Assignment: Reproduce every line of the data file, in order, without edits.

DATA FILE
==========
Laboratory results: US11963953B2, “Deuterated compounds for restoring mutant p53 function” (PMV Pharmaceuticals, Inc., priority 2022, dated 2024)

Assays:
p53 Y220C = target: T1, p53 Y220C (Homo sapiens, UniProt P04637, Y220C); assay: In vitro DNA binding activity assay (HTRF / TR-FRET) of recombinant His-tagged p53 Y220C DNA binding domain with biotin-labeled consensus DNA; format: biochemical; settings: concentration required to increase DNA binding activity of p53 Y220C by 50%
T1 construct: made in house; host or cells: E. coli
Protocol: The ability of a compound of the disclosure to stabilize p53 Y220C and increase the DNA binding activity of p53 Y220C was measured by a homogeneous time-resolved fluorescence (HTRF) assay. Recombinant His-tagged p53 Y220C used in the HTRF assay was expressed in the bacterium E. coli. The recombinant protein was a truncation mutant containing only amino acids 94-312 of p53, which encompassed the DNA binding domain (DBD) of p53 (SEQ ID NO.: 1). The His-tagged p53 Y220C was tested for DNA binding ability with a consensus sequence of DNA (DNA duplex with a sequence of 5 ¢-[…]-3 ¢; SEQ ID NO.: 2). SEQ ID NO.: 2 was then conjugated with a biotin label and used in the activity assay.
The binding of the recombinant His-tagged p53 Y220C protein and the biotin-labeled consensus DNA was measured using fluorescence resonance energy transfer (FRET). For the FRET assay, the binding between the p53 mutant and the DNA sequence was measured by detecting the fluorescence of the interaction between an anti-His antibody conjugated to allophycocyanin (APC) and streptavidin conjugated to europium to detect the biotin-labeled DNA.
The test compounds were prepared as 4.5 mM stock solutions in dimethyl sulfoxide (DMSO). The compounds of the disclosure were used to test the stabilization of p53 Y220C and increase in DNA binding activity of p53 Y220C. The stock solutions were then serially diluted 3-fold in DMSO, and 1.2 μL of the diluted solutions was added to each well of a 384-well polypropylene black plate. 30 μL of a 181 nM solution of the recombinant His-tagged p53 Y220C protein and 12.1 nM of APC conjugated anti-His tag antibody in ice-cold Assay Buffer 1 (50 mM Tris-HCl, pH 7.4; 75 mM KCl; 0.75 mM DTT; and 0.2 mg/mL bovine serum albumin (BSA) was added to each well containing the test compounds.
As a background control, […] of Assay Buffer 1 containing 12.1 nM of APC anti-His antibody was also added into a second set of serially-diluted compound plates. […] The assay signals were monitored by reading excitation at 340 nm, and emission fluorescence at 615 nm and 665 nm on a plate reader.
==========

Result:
Laboratory results: US11963953B2, “Deuterated compounds for restoring mutant p53 function” (PMV Pharmaceuticals, Inc., priority 2022, dated 2024)

Assays:
p53 Y220C = target: T1, p53 Y220C (Homo sapiens, UniProt P04637, Y220C); assay: In vitro DNA binding activity assay (HTRF / TR-FRET) of recombinant His-tagged p53 Y220C DNA binding domain with biotin-labeled consensus DNA; format: biochemical; settings: concentration required to increase DNA binding activity of p53 Y220C by 50%
T1 construct: made in house; host or cells: E. coli
Protocol: The ability of a compound of the disclosure to stabilize p53 Y220C and increase the DNA binding activity of p53 Y220C was measured by a homogeneous time-resolved fluorescence (HTRF) assay. Recombinant His-tagged p53 Y220C used in the HTRF assay was expressed in the bacterium E. coli. The recombinant protein was a truncation mutant containing only amino acids 94-312 of p53, which encompassed the DNA binding domain (DBD) of p53 (SEQ ID NO.: 1). The His-tagged p53 Y220C was tested for DNA binding ability with a consensus sequence of DNA (DNA duplex with a sequence of 5 ¢-[…]-3 ¢; SEQ ID NO.: 2). SEQ ID NO.: 2 was then conjugated with a biotin label and used in the activity assay.
The binding of the recombinant His-tagged p53 Y220C protein and the biotin-labeled consensus DNA was measured using fluorescence resonance energy transfer (FRET). For the FRET assay, the binding between the p53 mutant and the DNA sequence was measured by detecting the fluorescence of the interaction between an anti-His antibody conjugated to allophycocyanin (APC) and streptavidin conjugated to europium to detect the biotin-labeled DNA.
The test compounds were prepared as 4.5 mM stock solutions in dimethyl sulfoxide (DMSO). The compounds of the disclosure were used to test the stabilization of p53 Y220C and increase in DNA binding activity of p53 Y220C. The stock solutions were then serially diluted 3-fold in DMSO, and 1.2 μL of the diluted solutions was added to each well of a 384-well polypropylene black plate. 30 μL of a 181 nM solution of the recombinant His-tagged p53 Y220C protein and 12.1 nM of APC conjugated anti-His tag antibody in ice-cold Assay Buffer 1 (50 mM Tris-HCl, pH 7.4; 75 mM KCl; 0.75 mM DTT; and 0.2 mg/mL bovine serum albumin (BSA) was added to each well containing the test compounds.
As a background control, […] of Assay Buffer 1 containing 12.1 nM of APC anti-His antibody was also added into a second set of serially-diluted compound plates. […] The assay signals were monitored by reading excitation at 340 nm, and emission fluorescence at 615 nm and 665 nm on a plate reader.